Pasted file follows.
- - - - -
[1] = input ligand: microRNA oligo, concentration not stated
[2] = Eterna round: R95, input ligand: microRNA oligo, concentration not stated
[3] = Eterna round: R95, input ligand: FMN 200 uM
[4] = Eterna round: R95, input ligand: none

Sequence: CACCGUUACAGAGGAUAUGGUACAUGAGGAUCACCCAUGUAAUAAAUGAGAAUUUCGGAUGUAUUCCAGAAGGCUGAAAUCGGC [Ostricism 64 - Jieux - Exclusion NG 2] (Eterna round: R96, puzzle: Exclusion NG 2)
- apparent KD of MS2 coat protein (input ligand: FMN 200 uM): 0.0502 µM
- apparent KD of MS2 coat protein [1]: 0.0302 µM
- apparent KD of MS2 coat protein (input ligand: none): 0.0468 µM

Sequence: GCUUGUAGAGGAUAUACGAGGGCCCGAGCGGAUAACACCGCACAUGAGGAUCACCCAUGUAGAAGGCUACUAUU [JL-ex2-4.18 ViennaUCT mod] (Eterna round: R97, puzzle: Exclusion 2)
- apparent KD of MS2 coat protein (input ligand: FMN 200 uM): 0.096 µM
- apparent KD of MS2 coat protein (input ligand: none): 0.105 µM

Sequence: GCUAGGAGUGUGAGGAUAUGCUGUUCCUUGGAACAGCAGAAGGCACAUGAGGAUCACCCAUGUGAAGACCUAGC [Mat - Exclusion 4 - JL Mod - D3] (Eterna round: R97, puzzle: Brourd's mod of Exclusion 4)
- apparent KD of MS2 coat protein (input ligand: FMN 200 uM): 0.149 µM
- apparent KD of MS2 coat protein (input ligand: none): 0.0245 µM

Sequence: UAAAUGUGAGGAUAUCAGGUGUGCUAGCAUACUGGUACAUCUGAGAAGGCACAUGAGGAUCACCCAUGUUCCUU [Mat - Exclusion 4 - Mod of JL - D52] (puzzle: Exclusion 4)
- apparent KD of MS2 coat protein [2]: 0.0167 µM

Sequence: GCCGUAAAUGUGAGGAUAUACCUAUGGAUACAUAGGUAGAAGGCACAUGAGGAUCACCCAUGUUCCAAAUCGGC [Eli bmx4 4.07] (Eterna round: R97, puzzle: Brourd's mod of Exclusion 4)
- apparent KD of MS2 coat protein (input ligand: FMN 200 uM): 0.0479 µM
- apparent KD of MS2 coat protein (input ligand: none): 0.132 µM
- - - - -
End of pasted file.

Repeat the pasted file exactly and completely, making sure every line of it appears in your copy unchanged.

[1] = input ligand: microRNA oligo, concentration not stated
[2] = Eterna round: R95, input ligand: microRNA oligo, concentration not stated
[3] = Eterna round: R95, input ligand: FMN 200 uM
[4] = Eterna round: R95, input ligand: none

Sequence: CACCGUUACAGAGGAUAUGGUACAUGAGGAUCACCCAUGUAAUAAAUGAGAAUUUCGGAUGUAUUCCAGAAGGCUGAAAUCGGC [Ostricism 64 - Jieux - Exclusion NG 2] (Eterna round: R96, puzzle: Exclusion NG 2)
- apparent KD of MS2 coat protein (input ligand: FMN 200 uM): 0.0502 µM
- apparent KD of MS2 coat protein [1]: 0.0302 µM
- apparent KD of MS2 coat protein (input ligand: none): 0.0468 µM

Sequence: GCUUGUAGAGGAUAUACGAGGGCCCGAGCGGAUAACACCGCACAUGAGGAUCACCCAUGUAGAAGGCUACUAUU [JL-ex2-4.18 ViennaUCT mod] (Eterna round: R97, puzzle: Exclusion 2)
- apparent KD of MS2 coat protein (input ligand: FMN 200 uM): 0.096 µM
- apparent KD of MS2 coat protein (input ligand: none): 0.105 µM

Sequence: GCUAGGAGUGUGAGGAUAUGCUGUUCCUUGGAACAGCAGAAGGCACAUGAGGAUCACCCAUGUGAAGACCUAGC [Mat - Exclusion 4 - JL Mod - D3] (Eterna round: R97, puzzle: Brourd's mod of Exclusion 4)
- apparent KD of MS2 coat protein (input ligand: FMN 200 uM): 0.149 µM
- apparent KD of MS2 coat protein (input ligand: none): 0.0245 µM

Sequence: UAAAUGUGAGGAUAUCAGGUGUGCUAGCAUACUGGUACAUCUGAGAAGGCACAUGAGGAUCACCCAUGUUCCUU [Mat - Exclusion 4 - Mod of JL - D52] (puzzle: Exclusion 4)
- apparent KD of MS2 coat protein [2]: 0.0167 µM

Sequence: GCCGUAAAUGUGAGGAUAUACCUAUGGAUACAUAGGUAGAAGGCACAUGAGGAUCACCCAUGUUCCAAAUCGGC [Eli bmx4 4.07] (Eterna round: R97, puzzle: Brourd's mod of Exclusion 4)
- apparent KD of MS2 coat protein (input ligand: FMN 200 uM): 0.0479 µM
- apparent KD of MS2 coat protein (input ligand: none): 0.132 µM